Thursday, June 9, 2011

Over Sixty Years of Chutes and Ladders

There's a style of illustration that was common in the 1970s, particularly on greeting cards. It wasn't as cool as the earlier cartoon modern, and, admittedly, it looks pretty dated these days. But when I see a nice example of it, it's refreshing.

Chutes and Ladders box with watercolor kids climbing on ladders and slides
One example is this Chutes and Ladders box (above), which I recently found in my basement. (Click to see it much larger.)

Board from the late 1970s game with red slides
Aside from the art style, you can tell it's from the 1970s because not all of the kids are white.

1940s board with heroic blond boys and girls
Contrasted, of course with this board (above), which I would guess is from the 1940s...

1950s box and board with all white kids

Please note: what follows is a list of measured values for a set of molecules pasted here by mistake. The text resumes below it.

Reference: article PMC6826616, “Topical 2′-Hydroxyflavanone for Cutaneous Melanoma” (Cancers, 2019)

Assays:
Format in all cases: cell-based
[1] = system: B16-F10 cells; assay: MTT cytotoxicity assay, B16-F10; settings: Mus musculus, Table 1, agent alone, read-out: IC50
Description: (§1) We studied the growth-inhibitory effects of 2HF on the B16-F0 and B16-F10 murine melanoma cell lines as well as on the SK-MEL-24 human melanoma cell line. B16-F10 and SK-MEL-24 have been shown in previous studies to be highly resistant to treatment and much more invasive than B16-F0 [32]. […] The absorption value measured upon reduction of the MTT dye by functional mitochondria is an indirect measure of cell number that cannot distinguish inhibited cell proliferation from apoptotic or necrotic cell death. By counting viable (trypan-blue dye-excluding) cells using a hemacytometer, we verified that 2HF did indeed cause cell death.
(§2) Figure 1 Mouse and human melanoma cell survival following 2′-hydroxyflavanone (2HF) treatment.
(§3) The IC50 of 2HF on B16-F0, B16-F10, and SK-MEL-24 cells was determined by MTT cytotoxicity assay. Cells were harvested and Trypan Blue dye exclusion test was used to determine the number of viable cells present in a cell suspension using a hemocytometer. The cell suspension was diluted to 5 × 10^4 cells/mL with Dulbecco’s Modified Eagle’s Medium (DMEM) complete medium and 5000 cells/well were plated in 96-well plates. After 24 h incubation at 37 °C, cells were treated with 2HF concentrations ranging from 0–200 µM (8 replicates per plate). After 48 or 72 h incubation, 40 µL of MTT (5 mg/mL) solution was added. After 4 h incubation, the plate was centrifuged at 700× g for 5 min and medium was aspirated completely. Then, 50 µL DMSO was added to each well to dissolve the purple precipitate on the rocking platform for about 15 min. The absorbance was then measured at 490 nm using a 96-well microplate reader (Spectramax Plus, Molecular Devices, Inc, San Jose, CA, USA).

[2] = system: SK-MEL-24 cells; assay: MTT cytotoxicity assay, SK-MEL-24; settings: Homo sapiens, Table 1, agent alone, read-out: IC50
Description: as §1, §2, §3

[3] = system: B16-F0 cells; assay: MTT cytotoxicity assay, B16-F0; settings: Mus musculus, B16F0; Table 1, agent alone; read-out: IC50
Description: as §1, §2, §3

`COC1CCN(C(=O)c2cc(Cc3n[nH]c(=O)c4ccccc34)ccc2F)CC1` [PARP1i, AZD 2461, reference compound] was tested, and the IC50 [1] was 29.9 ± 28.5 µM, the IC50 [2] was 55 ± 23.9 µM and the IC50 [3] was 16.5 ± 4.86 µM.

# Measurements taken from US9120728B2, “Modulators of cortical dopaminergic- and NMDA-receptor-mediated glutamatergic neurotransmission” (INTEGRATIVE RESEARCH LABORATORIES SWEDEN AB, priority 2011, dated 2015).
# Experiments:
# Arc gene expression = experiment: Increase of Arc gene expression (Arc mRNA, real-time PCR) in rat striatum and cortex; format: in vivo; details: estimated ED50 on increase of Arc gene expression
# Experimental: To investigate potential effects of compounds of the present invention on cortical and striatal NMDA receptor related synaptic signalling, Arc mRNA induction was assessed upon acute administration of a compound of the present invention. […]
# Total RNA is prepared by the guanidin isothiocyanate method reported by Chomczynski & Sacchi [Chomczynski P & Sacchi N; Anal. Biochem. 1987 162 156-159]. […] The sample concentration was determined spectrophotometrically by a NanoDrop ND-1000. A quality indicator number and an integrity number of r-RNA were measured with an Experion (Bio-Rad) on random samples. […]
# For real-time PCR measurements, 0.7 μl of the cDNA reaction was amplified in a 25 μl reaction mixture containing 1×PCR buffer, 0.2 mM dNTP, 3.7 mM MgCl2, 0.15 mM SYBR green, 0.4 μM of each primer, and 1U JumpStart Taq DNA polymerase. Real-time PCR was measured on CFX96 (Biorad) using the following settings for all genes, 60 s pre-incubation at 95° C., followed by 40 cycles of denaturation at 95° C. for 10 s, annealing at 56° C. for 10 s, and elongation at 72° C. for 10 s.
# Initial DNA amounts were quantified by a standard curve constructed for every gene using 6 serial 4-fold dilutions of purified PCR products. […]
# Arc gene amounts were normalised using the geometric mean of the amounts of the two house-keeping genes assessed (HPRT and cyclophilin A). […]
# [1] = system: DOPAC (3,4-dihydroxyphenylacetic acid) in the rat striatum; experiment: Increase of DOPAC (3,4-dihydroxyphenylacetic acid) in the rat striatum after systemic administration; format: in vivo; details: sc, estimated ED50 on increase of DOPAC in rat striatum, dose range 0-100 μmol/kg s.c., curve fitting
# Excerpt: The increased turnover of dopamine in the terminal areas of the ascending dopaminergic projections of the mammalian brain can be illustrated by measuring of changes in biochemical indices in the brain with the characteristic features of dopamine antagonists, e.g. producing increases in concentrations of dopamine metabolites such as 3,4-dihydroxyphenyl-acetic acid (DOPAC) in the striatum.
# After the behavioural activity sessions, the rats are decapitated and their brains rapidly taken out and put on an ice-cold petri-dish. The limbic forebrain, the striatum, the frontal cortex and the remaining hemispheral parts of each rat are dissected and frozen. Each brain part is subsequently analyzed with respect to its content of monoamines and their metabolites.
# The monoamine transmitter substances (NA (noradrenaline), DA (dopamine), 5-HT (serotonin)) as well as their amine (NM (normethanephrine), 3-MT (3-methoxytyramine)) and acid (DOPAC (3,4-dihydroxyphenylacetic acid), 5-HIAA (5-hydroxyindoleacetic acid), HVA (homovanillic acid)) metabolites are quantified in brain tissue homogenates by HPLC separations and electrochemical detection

Or this one from the 1950s.

1990s box with funky lettering and pastel-hued art
The kids shown in the 1990s art are even more diverse, but the game seems less engaging.

Late 2000s box with funky type and 3D kids with elongated wide heads
In the most recent version, the kids are rendered with 3D effects and the level of activity promised by the cover illustration is beyond frenetic.

In looking around on the web for these images, I discovered that Chutes and Ladders is actually an ancient game from the Indian subcontinent whose name translates as Snakes and Ladders. Its no-skill, all-chance play is traditionally seen as representing the role of karma.

I was considering getting rid of the version I found downstairs. Maybe, I thought, I could hang the board on a wall as a piece of art. But then I found this example of a hand-made book bound with pieces of the board, and now I feel as though I should keep it for a future project. Or maybe I could donate it to some creative re-user.

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